Sunday, January 18, 2009

Highlight #132: RSS finally up and cooking for one

If you have ever looked for an RSS feed or tried to follow this blog, but couldn't, you may be pleased to know that I have finally fixed the problem that was preventing it. You may now sign up for the feed at the bottom of this blog or subscribe as a follower on the right hand side. Thank you for your support despite the lack of this feature in the past three years!

Now onto the food stuff. Today, I'd like to talk about cooking for one, something I do often with the husband out of the country half of the month. Sometimes I do something simple and easy to consume like seared scallops. Other times, I simply feel like cooking what I want Yesterday, I wanted to roast a chicken.

Instead of buying the larger roaster, my preference is for the smaller and younger broiler. In order to get an all around browning effect, I decided to roast it on my poultry roasting stand rather than lying down. The simple stand comes with two locking n shaped wires that go inside the bird and a pan underneath for holding flavoring liquids such as beer and stock and for catching drippings.

Knowing that I'd take some of the leftover to the parents the day after and their generally non-preference for lemony type of seasoning, I opted to make a Chinese five spice coating for the chicken. About a 1/4 cup of seasoning, a good dose of salt and a few good gulps of olive oil make a perfect paste for both generous insertion under the breast and thigh skin and for slathering all over the outside and inside the cavity. I rinsed the remaining seasoning in the paste mixing bowl with some white wine and stock and poured that into the drip pan. The oven was set at 400 to encourage browning.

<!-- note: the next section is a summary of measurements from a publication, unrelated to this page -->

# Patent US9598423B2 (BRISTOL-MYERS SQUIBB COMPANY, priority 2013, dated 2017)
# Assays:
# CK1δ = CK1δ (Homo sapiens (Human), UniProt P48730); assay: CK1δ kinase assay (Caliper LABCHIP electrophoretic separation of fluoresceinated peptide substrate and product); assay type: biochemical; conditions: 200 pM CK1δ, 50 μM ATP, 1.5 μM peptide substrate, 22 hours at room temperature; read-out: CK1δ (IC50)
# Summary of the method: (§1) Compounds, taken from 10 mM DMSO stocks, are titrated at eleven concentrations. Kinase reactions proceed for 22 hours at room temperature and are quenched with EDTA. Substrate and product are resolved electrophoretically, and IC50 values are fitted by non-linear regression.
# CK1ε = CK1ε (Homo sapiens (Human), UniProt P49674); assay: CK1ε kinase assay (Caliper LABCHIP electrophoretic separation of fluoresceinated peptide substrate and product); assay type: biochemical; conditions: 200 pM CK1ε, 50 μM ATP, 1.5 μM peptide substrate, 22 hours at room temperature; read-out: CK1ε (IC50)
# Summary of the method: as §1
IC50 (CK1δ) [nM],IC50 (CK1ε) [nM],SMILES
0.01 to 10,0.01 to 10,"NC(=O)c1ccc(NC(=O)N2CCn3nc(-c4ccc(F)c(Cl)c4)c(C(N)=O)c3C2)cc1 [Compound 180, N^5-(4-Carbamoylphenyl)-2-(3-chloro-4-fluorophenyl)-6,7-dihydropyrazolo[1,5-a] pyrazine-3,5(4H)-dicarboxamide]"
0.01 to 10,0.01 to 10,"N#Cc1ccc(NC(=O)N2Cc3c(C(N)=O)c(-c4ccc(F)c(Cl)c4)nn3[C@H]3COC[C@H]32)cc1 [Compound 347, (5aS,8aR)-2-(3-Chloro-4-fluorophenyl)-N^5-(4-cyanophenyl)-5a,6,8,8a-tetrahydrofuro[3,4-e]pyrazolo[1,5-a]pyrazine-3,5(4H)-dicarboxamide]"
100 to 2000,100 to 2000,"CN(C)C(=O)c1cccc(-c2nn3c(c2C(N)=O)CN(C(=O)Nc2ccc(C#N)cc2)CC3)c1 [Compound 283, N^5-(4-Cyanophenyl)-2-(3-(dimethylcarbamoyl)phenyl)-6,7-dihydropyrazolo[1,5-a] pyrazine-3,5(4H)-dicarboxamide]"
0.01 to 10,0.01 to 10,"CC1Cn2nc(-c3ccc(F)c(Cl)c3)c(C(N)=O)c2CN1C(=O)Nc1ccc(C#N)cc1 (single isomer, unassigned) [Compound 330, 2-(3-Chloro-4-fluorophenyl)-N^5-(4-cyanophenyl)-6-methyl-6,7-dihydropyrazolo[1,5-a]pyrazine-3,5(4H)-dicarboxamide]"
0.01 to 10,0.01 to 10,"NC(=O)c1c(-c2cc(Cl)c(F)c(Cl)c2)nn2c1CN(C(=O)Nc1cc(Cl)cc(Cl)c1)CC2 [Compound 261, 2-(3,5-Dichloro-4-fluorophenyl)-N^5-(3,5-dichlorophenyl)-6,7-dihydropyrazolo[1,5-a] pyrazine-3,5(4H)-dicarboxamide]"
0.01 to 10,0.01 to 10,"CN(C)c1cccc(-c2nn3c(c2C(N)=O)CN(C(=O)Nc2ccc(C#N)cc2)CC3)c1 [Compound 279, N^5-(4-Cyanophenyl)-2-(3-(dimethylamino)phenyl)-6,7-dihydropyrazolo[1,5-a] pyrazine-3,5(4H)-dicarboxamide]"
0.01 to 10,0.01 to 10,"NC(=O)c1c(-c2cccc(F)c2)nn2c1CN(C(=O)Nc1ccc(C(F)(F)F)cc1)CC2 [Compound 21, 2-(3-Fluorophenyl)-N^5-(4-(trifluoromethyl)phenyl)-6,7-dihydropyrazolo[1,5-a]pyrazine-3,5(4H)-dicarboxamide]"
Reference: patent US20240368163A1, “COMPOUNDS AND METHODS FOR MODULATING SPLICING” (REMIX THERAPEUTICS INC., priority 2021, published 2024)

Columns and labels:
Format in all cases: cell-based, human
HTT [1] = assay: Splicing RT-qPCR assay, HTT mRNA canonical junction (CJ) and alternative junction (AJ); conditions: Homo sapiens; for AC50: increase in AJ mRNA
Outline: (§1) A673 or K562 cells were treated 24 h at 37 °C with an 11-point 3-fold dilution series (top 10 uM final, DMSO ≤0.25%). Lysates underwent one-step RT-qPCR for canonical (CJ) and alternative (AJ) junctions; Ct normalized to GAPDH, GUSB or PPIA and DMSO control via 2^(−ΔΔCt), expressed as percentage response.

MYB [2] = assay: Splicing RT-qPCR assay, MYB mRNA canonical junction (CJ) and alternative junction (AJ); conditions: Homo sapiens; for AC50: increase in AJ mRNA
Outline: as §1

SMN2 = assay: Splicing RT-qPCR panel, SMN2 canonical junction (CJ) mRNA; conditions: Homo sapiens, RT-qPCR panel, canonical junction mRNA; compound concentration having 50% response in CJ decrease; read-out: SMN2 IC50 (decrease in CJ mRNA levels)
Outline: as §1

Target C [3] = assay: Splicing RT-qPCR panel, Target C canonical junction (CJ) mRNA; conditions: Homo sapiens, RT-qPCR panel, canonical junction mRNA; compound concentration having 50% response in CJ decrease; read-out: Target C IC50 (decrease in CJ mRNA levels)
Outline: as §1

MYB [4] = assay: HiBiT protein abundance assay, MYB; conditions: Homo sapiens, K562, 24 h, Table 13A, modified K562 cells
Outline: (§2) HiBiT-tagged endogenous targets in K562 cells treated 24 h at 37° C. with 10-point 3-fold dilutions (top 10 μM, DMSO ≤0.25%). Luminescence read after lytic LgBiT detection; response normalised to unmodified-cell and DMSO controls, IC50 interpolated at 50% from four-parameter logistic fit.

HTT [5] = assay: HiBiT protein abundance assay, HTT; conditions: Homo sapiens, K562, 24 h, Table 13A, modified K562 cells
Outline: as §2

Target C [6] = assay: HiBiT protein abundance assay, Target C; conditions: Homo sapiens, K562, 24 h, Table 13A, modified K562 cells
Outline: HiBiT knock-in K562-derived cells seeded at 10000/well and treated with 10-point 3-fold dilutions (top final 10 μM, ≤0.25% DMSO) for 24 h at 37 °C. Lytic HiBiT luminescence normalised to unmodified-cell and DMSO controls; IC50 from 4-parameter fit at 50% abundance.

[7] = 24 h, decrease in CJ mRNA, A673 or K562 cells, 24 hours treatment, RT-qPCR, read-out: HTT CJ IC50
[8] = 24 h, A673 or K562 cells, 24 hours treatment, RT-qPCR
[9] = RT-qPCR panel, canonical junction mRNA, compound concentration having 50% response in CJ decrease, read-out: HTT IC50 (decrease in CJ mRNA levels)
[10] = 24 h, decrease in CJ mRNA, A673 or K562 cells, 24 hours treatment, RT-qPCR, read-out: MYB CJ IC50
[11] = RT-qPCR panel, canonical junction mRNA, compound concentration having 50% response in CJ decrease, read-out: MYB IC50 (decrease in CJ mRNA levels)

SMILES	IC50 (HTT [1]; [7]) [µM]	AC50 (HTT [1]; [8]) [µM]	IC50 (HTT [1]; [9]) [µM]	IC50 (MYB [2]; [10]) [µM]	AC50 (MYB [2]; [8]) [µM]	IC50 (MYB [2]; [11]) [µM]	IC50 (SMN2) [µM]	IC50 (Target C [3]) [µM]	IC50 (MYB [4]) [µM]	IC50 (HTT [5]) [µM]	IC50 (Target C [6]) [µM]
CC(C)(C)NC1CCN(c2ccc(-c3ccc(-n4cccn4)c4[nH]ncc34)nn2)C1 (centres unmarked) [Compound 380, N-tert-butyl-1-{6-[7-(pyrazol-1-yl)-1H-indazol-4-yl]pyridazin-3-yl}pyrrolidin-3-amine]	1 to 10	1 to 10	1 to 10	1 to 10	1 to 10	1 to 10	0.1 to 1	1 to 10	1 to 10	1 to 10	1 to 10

Fifty five minutes later, my oven thermometer registered 160F at the thickest part of the chicken. With the residue cooking, this was enough to put the chicken in the safe range. Check out that well browned backside on the chicken! You just can't get that roasting it lying down.

Some quick dissecting generated a good pan of juicy meat. I put the drippings in the fridge to solidity and then scrapped off the fat layer. Mixing the remaining chicken essence with a bit of salt and pepper, it became the perfect sauce for pouring over.

But my favorite part about roasting chicken is the carcass after the carving. This is when I put on a favorite movie, pour myself a glass of wine, and go at it with all ten digits. Perfect nibbler food, just perfect.

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